In 1990, At Face Value (McGill-Queen's University Press) made the front pages of eight Canadian daily newspapers, all prominent subscribers to the Southam New Service, as "news" of a rather odd kind. In his "biography" of John White, a true-blue Tory backbencher representing East Hastings from 1871 to 1887, Don Akenson "unmasked" White as one Eliza McCormack, an Irish immigrant, prostitute and cross-dresser. The story had "legs" because it coincided with the newly minted postage stamp honouring Agnes Campbell Macphail as our first female MP.
As the author later wrote in his essay My Tory Transvestite, dealing with the Southam syndicate and assorted television interviewers was "a bit like trying to discuss neurosurgery with a bunch of axe murderers." What Akenson had actually written is a wonderful postmodern, post-feminist, historically grounded fictional elaboration of cultural depth, political importance and literary delight; a hoax, a ruse, a joke, a prank, but neither fraud nor swindle; a great "what if?"
The trickery wasn't (or ought not to have been) difficult to see through: Whenever Donald Harman Akenson, Douglas Professor of Canadian and Colonial History at Queen's University, the world's pre-eminent historian of the Irish diaspora ( Conor: A Biography of Conor Cruise O'Brien; God's Peoples: Covenant and Land in South Africa, Israel and Ulster and a dozen more) and provocative biblical scholar ( Surpassing Wonder: The Invention of the Bible and the Talmuds; Saint Saul: A Skeleton Key to the Historical Jesus) turns from strictly scholarly pursuits to historical fiction, he abbreviates his name on the title page to Don Akenson.
He had done this four times in the years leading up to At Face Value with books that include another buried treasure, The Orangeman: The Life and Times of Ogle Gowan (1986), probably the most brutal and lively portrait of 19th-century Upper Canada's scandalous politics ever written. But what's even more transparently fictional in Akenson's merging of Eliza McCormack/John White's identities are explicit references to Daniel Defoe and implicit parallels to his Moll Flanders.
Akenson puts Defoe in plain-enough sight: Eliza is much moved by his writings on female pirates and includes reproductions of the bare-breasted engravings of Mary Read with cutlass in hand and Anne Bonny with pistol drawn which lead Eliza to seductively wooing and successfully winning Esther Johnson as wife and, with help from the local Mohawk band, mother to their daughters and son.
At Face Value covers some of the same boggy ground and bedroom misbehaviour as The Orangeman (Eliza McCormack appears in the earlier book and Ogle Gowan in the later one), but takes a more sexually ambiguous and domestic view of political parvenus on the loose in Susannah Moodie's backyard (Eliza/John and Esther White, with their many children, are near-neighbours). As John White, Eliza is not only successful as a Tory but self-empowering as a subversive anarchist.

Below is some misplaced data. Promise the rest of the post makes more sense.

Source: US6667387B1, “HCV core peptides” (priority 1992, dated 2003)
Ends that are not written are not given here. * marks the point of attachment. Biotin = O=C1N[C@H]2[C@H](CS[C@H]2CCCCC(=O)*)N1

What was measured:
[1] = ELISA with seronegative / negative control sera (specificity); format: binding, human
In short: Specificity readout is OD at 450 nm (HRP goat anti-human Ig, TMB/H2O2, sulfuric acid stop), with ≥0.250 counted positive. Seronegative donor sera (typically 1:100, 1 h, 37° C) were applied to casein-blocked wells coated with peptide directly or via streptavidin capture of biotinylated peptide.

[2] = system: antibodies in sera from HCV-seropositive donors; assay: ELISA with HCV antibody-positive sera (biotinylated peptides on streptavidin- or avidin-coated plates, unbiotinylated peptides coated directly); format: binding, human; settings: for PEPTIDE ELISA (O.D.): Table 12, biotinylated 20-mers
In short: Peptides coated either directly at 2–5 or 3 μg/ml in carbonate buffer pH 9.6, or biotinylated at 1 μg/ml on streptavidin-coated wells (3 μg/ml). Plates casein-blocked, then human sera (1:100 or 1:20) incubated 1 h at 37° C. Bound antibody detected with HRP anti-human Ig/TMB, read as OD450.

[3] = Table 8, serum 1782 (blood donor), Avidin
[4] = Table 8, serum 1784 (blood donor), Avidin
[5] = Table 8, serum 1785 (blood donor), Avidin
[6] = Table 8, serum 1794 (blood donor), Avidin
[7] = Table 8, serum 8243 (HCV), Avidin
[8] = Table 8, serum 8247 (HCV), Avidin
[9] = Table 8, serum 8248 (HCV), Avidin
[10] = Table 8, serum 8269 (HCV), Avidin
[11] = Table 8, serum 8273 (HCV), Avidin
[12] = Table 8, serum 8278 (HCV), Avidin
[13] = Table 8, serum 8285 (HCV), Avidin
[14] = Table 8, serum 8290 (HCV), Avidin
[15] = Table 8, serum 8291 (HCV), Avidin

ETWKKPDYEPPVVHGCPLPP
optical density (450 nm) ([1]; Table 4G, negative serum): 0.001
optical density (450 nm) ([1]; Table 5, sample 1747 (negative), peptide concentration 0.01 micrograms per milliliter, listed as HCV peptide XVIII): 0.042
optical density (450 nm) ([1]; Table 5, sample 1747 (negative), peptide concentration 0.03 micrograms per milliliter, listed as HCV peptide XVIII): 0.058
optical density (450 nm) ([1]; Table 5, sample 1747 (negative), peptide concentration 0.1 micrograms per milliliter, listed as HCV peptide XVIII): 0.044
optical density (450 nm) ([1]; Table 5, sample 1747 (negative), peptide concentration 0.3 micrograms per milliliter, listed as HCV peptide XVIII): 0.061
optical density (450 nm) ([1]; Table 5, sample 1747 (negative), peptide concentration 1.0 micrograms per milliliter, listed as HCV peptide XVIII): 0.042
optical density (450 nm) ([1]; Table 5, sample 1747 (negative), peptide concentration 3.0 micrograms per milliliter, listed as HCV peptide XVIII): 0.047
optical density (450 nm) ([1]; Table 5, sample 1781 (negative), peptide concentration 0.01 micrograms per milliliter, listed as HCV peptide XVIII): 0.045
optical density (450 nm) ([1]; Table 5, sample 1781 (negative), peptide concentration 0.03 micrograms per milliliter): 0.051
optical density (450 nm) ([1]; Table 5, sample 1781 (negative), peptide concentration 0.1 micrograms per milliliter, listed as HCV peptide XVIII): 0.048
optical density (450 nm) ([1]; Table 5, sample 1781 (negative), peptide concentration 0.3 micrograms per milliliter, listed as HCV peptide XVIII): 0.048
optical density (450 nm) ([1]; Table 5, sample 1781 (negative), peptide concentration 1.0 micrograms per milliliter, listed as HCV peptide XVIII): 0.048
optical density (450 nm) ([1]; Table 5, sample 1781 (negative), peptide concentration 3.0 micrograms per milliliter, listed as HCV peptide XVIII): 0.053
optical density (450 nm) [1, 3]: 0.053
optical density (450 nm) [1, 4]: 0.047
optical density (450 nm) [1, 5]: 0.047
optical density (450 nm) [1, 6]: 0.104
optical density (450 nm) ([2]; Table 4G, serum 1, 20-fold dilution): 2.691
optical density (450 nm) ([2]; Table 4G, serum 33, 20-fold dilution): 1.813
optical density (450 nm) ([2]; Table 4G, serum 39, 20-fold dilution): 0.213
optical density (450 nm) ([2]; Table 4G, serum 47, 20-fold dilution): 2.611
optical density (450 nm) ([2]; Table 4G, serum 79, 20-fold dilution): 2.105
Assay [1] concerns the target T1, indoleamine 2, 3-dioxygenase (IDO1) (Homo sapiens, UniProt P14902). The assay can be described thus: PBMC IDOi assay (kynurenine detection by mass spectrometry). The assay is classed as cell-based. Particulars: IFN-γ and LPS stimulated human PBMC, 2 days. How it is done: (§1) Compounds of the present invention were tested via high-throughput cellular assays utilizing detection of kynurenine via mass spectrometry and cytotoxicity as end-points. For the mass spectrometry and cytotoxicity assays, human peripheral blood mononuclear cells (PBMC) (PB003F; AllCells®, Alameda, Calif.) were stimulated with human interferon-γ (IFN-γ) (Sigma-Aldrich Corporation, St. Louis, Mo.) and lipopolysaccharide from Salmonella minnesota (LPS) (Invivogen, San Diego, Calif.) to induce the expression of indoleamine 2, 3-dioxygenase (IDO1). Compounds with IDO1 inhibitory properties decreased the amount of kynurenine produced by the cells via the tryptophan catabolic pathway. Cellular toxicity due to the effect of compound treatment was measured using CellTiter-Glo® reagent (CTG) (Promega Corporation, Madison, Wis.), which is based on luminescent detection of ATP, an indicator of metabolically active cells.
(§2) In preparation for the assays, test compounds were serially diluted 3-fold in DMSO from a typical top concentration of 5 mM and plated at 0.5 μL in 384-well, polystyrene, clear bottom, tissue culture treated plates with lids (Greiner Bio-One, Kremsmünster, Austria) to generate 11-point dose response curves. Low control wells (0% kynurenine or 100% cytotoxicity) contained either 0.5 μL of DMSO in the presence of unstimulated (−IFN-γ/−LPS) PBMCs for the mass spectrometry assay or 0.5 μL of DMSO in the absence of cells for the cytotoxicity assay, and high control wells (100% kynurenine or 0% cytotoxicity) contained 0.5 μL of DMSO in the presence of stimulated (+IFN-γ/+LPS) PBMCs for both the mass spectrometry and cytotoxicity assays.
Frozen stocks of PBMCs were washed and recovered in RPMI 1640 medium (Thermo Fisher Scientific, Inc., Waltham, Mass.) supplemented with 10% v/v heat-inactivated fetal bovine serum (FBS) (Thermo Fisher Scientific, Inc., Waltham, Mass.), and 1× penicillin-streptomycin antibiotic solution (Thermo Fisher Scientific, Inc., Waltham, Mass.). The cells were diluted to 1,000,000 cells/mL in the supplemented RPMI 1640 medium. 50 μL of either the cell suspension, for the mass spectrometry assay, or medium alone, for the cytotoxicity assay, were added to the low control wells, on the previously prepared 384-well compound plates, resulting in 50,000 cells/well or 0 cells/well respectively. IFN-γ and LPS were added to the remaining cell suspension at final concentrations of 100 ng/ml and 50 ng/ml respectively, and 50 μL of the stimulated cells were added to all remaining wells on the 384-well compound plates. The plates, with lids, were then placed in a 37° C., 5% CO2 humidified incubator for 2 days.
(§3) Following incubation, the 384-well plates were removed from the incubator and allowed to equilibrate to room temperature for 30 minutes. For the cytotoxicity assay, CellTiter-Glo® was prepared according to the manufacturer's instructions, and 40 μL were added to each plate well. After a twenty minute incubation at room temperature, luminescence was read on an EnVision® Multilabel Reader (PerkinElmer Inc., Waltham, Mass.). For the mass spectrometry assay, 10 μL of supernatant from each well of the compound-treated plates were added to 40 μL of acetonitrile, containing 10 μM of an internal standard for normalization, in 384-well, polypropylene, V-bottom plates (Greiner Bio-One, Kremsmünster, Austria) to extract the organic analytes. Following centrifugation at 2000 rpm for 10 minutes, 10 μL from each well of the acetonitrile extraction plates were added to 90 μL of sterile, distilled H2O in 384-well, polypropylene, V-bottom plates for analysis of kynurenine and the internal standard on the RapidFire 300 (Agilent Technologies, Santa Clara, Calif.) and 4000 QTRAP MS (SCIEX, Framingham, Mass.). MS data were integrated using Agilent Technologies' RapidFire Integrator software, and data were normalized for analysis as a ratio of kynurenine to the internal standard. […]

What Akenson fully intends, and succeeds at brilliantly, is demonstrating "that gender prejudice is not only rampant, but damned silly, and that the assumptions we make about human beings when we pin a gender label on them are so big that we never thereafter have an open mind about his, her, or their life." At Face Value asks, "How would my view ... change if, in an effort to escape gender bias, I assumed that he is actually a woman, or she a man? ... Was John White really a woman? That is a question from male history and an inherently, if unconsciously, hostile one. The known facts of White's life fit the hypothesis, but the reality can never be known and that is just the point: In a culture where most historical records have been made by males, it is very difficult to get at the true stories about women's lives."
As Akenson writes in his endnotes, this is peculiarly true wherever and whenever transvestism is more severely ostracized and criminalized than romantic love between women. Because of its unnerving threat to male domination, the blurring of gender is one of our most pervasive fears, one that will take much more than the currently fashionable "boyfriend look" to conquer. Having seen and heard what happened to Hillary Clinton in her quest for the presidential nomination, imagine what would happen to all the short fuses at Fox News if Michelle Obama bobbed her hair and pulled on her husband's white shirts and dark suits.
The late George Woodcock was among those who got Akenson's point on first reading: He wrote, "Rarely have I seen a better exemplification of the relationship between real fiction and the necessary fictions of history."
At Face Value was short-listed for the Trillium Prize, losing out to Alice Munro's Friend of My Youth. Since then, it seems to have fallen below the radar of even those who circulate Top 20 lists of literary hoaxes on the Internet where it ought to be canonized.
As Donald Harman Akenson's scholarly reputation and works on the Irish and the Bible went global in the nineties, Don Akenson dropped further and further from view until the volcanic eruption of An Irish History of Civilization, in 2005, all 1,524 pages spread over two volumes of what the author describes as "a micro-Talmud of humankind: for, ultimately, we are all of the one stock, and what we learn of one of us tells us something about each of us."
It, too, is a treasure - not buried, just discovered by too few Canadian readers.
Contributing reviewer T. F. Rigelhof continues to move forward in writing his survey of the current state of Canadian fiction.